POSC 319. Government and Business: Political Economy. 3 Credits.

A survey of alternative economic ideologies, the private and public sectors, the interplay between them, and the formulation of economic public policy.

POSC 320. United States Parties, Public Opinion and Elections. 3 Credits.

Analysis of the development, organization, and functions of political parties in the United States; the relationship of parties to public opinion, elections, and voter behavior.

POSC 321. Urban Government and Politics. 3 Credits.

This course examines of government and politics in major United States cities and suburbs. Impact of urban political, economic and social elites, labor, ethnic and racial groups, state and federal governments on urban politics and public policy. Analysis of selected metropolitan problems.

POSC 322. Public Administration. 3 Credits.

The role of government bureaucracies in implementing our public policies. The examination of administrative processes with special emphasis on administrative behavior and decision-making.

POSC 323. Constitutional Law: Governmental Powers. 3 Credits.

Case studies of judicial decisions relating to the powers of the national government and the separate branches; judicial review: federal-state relations; as well as civil liberties, commerce, civil rights, taxation, spending, treaty-making and war powers.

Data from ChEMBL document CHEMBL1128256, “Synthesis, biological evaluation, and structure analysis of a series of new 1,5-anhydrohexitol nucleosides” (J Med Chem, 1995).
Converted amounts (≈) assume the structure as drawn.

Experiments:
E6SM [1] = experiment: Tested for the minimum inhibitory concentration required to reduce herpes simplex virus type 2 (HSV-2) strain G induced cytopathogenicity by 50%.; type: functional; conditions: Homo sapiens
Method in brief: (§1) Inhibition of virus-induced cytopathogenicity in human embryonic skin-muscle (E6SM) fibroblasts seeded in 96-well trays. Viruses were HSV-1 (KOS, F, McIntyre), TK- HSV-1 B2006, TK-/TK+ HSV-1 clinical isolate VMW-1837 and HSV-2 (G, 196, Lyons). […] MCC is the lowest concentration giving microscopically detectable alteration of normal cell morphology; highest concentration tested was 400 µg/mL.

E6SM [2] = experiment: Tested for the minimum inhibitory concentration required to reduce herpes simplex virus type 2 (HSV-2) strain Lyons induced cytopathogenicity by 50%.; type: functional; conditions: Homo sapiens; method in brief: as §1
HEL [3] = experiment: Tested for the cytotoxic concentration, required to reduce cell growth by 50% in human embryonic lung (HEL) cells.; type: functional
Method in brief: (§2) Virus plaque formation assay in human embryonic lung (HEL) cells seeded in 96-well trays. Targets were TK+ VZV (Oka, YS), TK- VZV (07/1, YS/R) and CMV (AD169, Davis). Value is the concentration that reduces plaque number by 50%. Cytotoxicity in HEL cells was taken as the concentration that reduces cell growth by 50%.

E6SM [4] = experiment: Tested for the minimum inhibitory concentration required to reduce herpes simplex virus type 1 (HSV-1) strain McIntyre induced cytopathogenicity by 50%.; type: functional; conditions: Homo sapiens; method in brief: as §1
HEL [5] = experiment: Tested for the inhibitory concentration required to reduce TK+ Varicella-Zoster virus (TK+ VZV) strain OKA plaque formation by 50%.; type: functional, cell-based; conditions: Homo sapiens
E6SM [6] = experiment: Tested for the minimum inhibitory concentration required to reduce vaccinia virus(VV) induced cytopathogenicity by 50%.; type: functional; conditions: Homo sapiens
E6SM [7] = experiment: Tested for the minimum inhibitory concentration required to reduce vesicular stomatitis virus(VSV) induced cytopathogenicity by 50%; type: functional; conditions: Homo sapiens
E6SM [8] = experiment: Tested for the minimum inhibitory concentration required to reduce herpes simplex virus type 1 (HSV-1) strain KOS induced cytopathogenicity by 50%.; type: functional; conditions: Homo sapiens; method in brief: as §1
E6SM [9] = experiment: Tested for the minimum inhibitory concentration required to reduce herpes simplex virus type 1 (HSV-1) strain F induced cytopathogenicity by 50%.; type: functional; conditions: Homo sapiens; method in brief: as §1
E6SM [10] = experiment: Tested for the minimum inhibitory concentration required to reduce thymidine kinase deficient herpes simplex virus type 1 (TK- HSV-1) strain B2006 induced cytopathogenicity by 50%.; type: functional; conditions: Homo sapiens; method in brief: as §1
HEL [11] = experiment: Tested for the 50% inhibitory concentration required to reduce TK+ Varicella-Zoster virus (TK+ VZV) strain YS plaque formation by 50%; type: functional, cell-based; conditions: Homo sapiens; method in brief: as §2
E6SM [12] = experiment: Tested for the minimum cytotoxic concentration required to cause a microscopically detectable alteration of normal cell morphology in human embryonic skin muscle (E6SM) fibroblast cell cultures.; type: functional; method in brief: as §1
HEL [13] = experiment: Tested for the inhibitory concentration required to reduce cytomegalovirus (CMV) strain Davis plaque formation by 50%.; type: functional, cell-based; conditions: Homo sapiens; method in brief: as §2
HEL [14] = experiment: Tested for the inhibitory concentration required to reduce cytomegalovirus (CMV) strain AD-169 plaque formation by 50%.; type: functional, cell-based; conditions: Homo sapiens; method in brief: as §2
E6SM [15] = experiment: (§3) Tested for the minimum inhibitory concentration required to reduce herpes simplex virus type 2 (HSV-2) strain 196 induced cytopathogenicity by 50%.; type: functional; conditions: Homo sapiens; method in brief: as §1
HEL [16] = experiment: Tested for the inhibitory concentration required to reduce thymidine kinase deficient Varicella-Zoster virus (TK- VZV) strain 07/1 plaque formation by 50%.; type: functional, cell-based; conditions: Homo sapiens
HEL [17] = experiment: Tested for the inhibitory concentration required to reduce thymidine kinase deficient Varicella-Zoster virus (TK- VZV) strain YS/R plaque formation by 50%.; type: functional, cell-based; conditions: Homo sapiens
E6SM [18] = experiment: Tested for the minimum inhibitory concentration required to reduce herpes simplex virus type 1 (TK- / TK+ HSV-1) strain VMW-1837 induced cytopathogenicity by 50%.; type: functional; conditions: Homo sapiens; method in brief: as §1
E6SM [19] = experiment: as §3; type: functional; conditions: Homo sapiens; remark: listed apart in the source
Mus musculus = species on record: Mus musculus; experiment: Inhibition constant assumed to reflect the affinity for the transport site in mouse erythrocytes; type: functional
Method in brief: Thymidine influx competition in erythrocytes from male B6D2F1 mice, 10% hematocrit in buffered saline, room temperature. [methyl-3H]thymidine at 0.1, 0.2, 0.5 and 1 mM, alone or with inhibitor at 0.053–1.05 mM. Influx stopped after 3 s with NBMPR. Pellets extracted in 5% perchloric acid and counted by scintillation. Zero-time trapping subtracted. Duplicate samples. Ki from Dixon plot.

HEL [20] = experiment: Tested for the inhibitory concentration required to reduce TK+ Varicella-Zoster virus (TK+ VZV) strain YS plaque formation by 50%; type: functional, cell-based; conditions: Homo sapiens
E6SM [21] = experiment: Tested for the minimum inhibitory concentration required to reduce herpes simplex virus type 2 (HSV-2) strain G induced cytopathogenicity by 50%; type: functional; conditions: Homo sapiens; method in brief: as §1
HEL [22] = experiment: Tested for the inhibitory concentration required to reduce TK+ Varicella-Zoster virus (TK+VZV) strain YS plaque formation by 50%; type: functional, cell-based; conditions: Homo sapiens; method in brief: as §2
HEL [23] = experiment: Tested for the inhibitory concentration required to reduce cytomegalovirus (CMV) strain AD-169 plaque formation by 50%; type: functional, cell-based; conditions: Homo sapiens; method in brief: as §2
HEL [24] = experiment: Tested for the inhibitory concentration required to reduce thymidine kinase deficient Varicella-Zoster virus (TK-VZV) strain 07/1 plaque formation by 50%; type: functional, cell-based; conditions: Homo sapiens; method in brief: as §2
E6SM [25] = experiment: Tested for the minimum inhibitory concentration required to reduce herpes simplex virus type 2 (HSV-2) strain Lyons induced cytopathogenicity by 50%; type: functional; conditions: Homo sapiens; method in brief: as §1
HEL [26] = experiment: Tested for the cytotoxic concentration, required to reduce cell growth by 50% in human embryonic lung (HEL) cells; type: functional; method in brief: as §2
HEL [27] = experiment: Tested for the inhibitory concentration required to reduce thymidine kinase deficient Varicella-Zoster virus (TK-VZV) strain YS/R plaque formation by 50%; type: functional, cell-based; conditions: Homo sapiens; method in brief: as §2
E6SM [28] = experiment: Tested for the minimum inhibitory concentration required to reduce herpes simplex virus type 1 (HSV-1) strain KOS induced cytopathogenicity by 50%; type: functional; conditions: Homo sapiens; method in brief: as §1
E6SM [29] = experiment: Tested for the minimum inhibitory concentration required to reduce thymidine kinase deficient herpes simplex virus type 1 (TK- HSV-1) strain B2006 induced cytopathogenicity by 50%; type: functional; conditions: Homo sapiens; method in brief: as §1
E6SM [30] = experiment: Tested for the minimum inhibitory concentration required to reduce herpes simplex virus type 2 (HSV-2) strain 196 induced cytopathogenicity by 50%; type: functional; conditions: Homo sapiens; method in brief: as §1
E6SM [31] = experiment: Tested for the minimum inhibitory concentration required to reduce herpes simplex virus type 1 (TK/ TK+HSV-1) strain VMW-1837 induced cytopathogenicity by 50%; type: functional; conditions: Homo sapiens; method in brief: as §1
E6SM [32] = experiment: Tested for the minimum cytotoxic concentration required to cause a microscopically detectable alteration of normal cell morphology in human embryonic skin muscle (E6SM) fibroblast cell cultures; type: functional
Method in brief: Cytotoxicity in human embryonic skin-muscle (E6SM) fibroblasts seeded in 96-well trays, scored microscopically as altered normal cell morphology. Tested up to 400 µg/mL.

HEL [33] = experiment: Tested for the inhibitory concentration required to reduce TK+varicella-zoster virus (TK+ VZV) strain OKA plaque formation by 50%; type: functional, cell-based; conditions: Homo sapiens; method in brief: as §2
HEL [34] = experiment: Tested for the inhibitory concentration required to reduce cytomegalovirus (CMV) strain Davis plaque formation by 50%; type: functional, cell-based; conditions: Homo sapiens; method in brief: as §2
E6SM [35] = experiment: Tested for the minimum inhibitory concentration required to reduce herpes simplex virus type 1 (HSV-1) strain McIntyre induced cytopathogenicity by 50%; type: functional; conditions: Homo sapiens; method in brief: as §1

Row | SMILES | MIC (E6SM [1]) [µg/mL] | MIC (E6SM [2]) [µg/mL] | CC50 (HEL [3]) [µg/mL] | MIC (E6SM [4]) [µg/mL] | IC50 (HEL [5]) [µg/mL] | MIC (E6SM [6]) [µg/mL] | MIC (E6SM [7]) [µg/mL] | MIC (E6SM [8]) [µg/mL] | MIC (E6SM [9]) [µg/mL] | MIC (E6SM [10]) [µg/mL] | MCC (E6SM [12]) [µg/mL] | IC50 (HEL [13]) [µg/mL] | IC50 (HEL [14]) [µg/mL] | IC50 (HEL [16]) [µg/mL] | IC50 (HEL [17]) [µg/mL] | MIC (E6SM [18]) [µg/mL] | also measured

POSC 324. Constitutional Law: Civil Liberties. 3 Credits.

Case studies of judicial decision on the rights of individuals; first amendment freedoms, equal protection of the laws, rights of defendants.

POSC 325. Special Topics: United States Government. 3 Credits.

A course exploring a particular topic within United States Government. Specific topics vary and are announced by the department.

POSC 330. Government and Politics of Western Europe. 3 Credits.

A comparative analysis of political institutions and behavior in Britain, France, Germany, and other selected Western European states, and an examination of their increasing integration through the European Union.

POSC 331. Government and Politics of Russia and Selected Soviet Successor States. 3 Credits.

Examines the development, structure, and functions of Soviet political institutions, with special attention to the role of the Communist Party. Examines glasnost, perestroika and the disintegration of the U.S.S.R., and new successor republics.

POSC 332. Government and Politics of Central and Eastern Europe. 3 Credits.

Explores the remarkable changes in the region from the end of World War II, through the Soviet socialist regimes, to the startling movements for change in 1989, to the nations of today.

POSC 340. Government and Politics of Asia. 3 Credits.

The politics of the leaders, the institutions in which they operate, and the impact their policies have on their citizens as well as the whole Pacific Basin. Particular attention will be paid to China, Japan, Vietnam, Indonesia, and India.